Very interested to hear what other people are using and there is no right or wrong or better or worse, I was just curious as to what others thought!
Heres my simple list of my most commonly used lens:
General wildlife usage/grab shots - Nikkor 80-400
Tripod/Hide - 500 mm HSM with a modified Nikon 1.4 convertor
Macro - we could be here for weeks as I use both Nikon and Canon set-ups and multiple lens for each.
Scenes - Nikkor 16-35
I have a whole bunch of other lens that never really get used much at all.
In the "General wildlife usage/grab shots" category the 200-400 (Nikon and Canon) have not really piqued my interest as I only take pictures in Thailand - where the len's technical advantages are muted because of a) the conditions I like to photograph in (quick grab or walking in forest) and b) its size. The downsides of the 80-400 is its useless with convertors in field/low light and it suffers from focus shift when trying to lock onto distant animals with busy backgrounds. But.... cameras have advanced so much in terms of sensor size and supposed ISO capability these past years they mute a lot of the disadvantages. I say "supposed ISO capability" because high ISO photography is an area I am still unable to master :oops:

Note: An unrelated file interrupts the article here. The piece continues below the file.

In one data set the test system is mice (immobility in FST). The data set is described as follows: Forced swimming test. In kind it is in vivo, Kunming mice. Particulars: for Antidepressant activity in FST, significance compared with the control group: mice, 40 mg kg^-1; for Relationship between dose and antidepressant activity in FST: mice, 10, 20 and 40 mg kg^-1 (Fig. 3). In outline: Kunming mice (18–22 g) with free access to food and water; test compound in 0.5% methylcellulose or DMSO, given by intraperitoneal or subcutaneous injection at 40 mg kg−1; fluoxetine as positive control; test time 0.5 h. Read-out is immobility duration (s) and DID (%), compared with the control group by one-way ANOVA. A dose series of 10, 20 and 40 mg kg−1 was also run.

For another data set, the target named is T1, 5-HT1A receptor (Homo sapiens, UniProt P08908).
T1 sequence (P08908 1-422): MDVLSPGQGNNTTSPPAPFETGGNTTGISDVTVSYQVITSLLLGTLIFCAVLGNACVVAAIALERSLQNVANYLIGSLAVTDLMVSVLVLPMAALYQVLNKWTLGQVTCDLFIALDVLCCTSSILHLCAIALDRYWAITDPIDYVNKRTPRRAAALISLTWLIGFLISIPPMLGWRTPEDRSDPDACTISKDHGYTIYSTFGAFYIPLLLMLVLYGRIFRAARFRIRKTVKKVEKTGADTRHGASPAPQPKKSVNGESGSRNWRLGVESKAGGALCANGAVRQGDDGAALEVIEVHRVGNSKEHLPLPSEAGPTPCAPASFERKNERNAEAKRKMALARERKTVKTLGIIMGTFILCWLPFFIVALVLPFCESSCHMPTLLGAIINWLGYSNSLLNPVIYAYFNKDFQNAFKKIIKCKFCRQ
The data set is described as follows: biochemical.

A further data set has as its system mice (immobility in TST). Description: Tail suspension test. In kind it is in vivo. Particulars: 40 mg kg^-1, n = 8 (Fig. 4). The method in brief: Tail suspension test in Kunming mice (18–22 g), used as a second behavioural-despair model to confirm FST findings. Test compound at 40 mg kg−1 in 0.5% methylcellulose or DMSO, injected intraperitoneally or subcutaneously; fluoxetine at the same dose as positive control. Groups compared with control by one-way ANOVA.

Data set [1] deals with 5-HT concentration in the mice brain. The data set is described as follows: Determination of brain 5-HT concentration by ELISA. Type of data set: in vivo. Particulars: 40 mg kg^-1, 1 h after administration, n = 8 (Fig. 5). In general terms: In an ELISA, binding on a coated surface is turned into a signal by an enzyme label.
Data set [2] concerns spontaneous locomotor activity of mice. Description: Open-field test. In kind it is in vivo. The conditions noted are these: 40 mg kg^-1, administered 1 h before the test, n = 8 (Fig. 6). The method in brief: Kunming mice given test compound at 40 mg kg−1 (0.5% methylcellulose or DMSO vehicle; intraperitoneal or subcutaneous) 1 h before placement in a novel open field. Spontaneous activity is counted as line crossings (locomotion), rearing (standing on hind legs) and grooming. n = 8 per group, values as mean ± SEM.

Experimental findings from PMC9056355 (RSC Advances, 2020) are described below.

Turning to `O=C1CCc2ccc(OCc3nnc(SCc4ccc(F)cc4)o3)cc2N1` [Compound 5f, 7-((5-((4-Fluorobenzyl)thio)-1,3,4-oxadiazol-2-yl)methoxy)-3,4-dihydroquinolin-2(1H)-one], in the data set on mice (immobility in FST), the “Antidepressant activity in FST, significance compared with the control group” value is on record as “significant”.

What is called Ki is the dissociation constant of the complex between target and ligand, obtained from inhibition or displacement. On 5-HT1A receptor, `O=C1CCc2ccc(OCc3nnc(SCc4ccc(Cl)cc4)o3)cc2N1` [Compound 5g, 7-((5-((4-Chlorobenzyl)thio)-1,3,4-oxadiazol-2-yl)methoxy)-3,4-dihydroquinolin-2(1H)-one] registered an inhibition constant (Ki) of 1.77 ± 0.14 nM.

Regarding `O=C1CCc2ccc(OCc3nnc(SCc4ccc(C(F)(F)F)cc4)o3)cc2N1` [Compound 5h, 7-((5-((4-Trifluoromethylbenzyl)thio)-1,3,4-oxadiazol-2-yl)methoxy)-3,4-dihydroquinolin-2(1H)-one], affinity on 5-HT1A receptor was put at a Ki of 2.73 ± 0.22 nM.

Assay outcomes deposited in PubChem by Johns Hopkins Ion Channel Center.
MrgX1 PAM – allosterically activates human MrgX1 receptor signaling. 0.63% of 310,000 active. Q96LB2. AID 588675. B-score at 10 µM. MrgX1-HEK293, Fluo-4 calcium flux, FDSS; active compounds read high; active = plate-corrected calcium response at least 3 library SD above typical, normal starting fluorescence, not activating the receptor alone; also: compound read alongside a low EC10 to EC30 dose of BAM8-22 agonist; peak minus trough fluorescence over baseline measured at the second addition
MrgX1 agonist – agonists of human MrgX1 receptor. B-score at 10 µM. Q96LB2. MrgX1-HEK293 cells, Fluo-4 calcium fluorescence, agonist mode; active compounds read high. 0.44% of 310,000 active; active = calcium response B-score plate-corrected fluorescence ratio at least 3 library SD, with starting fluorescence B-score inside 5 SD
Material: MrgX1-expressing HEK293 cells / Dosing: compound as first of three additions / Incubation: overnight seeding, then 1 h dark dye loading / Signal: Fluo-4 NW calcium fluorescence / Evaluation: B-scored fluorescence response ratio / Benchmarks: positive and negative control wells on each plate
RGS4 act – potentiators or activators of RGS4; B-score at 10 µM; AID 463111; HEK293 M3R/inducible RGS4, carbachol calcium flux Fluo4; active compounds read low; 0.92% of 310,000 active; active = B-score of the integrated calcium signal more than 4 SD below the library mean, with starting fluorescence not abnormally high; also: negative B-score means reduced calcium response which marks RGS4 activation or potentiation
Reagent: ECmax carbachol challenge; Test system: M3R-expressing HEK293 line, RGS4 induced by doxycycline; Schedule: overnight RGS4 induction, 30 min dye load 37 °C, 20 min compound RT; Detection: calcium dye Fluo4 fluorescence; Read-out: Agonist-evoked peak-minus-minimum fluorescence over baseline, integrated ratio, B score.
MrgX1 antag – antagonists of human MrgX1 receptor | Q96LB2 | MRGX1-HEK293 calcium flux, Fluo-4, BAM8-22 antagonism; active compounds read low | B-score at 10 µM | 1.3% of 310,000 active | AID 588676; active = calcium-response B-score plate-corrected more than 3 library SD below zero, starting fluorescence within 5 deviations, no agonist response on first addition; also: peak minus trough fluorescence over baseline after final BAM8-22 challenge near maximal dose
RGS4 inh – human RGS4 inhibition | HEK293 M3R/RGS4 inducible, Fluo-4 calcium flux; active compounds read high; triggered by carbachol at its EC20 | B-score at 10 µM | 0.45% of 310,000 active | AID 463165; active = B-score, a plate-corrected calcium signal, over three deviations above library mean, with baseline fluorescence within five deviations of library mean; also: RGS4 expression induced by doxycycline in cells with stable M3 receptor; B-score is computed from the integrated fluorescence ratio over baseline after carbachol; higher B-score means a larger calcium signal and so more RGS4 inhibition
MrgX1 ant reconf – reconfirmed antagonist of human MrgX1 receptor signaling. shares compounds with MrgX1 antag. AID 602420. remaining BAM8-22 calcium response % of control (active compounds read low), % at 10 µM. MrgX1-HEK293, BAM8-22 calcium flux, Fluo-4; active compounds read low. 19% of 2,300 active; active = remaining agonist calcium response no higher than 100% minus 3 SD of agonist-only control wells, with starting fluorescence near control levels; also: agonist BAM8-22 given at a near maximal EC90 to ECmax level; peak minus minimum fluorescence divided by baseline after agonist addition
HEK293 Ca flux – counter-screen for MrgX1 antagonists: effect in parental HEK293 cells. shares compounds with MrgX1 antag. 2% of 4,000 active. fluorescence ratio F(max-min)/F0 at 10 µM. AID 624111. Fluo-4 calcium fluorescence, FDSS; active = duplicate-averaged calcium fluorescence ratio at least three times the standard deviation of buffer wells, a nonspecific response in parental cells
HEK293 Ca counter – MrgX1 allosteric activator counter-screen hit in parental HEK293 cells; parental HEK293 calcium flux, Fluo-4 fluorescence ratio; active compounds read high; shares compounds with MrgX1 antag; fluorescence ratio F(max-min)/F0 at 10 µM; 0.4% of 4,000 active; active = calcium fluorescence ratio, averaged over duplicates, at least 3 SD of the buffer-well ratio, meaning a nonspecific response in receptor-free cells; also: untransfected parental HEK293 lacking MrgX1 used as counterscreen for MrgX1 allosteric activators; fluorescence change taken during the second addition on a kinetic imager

It is a bit pain in the bum until one get correct set of lenses. It really depends on what one is after.
Here are mine;
- Sigma 150-500mm F5-6.3 - For birds and mammals. If I can afford, will go for a prime 500mm or 600mm in couple of years time. Sigma of is not too heavy, only 2.7kg.